Last night, at a literary salon I listened as members of a large reading club announced the names of the books they had recently completed. Being a guest, I did not participate but wondered to myself what book(s) I would talk about if given a chance.
I have mentioned quite a few books on this blog, some that I never finished, others than intrigued me or raised interesting questions. I tend toward non-fiction, but I have over the past year encountered several novels worth mentioning:
Michael Cunningham's By Nightfall --a consistently absorbing story by a master stylist and major American writer
T. C. Boyle's The Women--entertaining not only because of the women in the life of Frank Lloyd Wright but because of the author's lively, hilarious writing
And Deaf Sentence by David Lodge, a comic master from Britain.
I tend to stay with novels with interesting prose style. I copy sentences I admire and share them with my students. I remind them (ad nauseam, I'm sure) that they can't possibly write if they don't read, read, read good stuff.
The other books I have enjoyed include A Brief History of the Smile by the art historian Angus Trumble (fascinating microhistory of painting, done with brio)
Christopher Jamison's Finding Sanctuary--a monastic guide to everyday living (for those who are spiritual and prayerful)
Two books on the Dissolution of the monasteries in 16th cent. England under Henry VIII--one by Geoffrey Moorhouse, The Last Divine Office, the other The King's Reformation by Bernard (more information than most readers need).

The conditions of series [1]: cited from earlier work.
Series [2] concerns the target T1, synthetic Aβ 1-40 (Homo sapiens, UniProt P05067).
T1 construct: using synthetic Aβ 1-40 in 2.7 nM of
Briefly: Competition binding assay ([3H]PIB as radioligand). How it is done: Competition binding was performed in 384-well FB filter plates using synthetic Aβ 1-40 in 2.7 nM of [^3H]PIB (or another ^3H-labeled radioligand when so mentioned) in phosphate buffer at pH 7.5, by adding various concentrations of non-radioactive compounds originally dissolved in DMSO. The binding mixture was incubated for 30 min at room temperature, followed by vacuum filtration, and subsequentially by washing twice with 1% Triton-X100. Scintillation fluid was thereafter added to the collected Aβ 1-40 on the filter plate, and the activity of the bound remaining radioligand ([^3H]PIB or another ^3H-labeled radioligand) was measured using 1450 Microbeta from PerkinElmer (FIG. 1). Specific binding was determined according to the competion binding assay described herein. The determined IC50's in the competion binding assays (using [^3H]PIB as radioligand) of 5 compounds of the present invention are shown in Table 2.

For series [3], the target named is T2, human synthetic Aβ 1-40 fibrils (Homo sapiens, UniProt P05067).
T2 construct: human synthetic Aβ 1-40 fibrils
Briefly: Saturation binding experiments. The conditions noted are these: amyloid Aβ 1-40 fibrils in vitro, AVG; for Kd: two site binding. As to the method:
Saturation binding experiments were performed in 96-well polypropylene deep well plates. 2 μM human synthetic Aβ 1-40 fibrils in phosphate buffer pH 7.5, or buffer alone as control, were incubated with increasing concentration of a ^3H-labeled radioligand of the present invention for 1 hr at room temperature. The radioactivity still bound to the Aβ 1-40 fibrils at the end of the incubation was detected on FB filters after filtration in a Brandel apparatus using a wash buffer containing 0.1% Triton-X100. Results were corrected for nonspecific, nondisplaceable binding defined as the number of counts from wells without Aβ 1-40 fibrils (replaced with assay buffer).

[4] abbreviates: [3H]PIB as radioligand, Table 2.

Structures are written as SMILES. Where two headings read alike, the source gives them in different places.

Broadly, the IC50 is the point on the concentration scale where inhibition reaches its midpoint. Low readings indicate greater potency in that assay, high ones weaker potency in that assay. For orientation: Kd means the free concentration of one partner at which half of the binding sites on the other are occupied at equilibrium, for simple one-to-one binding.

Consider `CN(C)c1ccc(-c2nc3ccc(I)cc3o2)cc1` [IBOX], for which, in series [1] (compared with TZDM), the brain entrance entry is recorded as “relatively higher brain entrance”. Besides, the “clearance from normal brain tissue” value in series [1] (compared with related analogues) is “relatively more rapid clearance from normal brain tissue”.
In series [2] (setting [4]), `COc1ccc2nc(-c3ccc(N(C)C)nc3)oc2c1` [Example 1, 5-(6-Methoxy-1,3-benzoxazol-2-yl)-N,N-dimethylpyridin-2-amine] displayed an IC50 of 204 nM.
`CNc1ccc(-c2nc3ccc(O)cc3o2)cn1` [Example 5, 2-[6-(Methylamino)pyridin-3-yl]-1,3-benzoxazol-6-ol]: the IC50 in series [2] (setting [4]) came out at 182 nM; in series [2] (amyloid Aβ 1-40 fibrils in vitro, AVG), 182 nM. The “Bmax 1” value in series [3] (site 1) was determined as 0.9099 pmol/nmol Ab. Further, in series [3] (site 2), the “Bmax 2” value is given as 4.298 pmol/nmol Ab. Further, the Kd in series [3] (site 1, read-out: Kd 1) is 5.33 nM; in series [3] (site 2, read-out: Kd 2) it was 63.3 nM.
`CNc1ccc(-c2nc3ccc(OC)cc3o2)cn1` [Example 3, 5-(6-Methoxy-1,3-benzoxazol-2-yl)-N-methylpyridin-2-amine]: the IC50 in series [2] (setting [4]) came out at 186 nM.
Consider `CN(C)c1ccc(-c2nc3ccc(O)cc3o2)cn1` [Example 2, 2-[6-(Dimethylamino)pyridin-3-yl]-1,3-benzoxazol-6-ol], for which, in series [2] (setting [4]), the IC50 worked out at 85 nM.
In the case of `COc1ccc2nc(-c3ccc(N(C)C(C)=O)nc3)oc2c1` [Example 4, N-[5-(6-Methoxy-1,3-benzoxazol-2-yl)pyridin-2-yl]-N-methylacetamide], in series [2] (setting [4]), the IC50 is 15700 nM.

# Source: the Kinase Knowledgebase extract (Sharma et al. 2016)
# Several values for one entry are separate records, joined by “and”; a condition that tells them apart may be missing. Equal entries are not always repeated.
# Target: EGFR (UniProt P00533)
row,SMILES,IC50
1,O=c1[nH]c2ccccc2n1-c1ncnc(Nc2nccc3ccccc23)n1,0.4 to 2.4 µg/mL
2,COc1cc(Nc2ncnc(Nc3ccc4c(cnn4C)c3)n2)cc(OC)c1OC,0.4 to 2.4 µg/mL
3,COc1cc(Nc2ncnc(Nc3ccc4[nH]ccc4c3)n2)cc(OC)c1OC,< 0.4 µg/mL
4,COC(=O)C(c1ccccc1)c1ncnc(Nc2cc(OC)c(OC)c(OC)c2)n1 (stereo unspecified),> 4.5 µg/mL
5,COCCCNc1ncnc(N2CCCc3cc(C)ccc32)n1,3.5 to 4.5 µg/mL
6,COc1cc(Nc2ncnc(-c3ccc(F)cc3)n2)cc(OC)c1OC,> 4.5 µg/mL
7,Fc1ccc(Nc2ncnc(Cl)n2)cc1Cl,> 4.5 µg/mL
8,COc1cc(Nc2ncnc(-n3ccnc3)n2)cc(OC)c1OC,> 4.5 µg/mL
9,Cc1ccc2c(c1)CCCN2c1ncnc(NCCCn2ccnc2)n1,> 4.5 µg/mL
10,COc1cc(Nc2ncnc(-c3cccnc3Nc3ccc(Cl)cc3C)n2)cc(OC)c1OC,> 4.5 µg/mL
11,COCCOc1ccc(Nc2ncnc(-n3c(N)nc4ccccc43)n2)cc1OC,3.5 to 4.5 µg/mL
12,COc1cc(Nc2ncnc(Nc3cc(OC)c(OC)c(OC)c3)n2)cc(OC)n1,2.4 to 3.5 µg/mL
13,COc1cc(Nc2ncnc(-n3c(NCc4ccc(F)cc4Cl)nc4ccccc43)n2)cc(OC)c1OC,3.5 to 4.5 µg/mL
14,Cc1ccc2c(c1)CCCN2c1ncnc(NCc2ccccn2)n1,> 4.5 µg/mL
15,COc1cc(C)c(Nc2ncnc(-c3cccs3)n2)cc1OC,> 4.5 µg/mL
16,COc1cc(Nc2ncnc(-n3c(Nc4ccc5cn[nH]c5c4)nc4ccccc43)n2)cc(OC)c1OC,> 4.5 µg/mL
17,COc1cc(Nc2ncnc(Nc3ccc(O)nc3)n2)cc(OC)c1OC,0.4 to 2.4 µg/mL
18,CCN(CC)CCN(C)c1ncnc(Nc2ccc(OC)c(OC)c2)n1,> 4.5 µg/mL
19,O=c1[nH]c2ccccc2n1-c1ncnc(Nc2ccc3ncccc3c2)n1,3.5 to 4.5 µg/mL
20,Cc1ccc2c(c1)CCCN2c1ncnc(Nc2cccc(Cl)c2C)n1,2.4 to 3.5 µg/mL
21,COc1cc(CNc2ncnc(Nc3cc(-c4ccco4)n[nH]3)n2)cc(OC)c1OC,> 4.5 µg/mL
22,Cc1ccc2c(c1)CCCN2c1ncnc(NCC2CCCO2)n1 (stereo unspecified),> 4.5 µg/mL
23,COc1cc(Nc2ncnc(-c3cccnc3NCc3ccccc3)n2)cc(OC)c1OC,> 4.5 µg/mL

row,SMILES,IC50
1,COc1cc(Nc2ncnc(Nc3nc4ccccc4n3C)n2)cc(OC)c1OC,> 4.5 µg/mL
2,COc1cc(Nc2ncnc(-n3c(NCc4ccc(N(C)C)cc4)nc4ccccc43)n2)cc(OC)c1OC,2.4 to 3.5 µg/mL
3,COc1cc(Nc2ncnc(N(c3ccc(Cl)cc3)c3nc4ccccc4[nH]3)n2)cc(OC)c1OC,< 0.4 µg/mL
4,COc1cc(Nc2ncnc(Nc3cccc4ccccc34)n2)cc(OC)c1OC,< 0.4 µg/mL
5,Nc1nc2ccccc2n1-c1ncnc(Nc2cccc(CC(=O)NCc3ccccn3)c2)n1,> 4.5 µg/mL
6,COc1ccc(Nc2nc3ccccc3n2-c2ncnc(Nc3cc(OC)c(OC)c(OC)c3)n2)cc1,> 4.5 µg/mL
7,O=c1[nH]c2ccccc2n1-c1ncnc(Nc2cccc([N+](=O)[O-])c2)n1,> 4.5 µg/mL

I would strongly recommend Happiness: A History by McMahon as an important, clear study of the way our Western ideas of happiness have changed over the centuries.
Tim Parks has a fine book on the origins of modern banking, Medici Money, which reminds me of the arguable truism (by Carlyle?) that history is essentially biography. He handles the topic with the flair that Brits pull off well.
I see Descartes' Bones on my shelf, but since I didn't finish it and can't remember anything about it, I won't mention it--except to say it has a great title. (The philosopher's bones did get carted around Europe a bit, but that's not the point of the book; still,it gives me a great idea for another book on the way famous artists' and authors' remains have been dug up, fought over, moved, and re-buried.)
I did a review for America of the remarkable memoir by Stephanie Saldana, The Bread of Angels--her story of going alone to Syria in 2004 to learn Arabic and all that she discovered about herself.
As I was last night, I am impressed by how many avid readers there are in my community and an equal number of writers, busy people who find it essential to make time for that silent, solitary act of encountering words (and themselves) on a page, an act that is both private and public, spiritual and pleasurable. It's the work of the soul.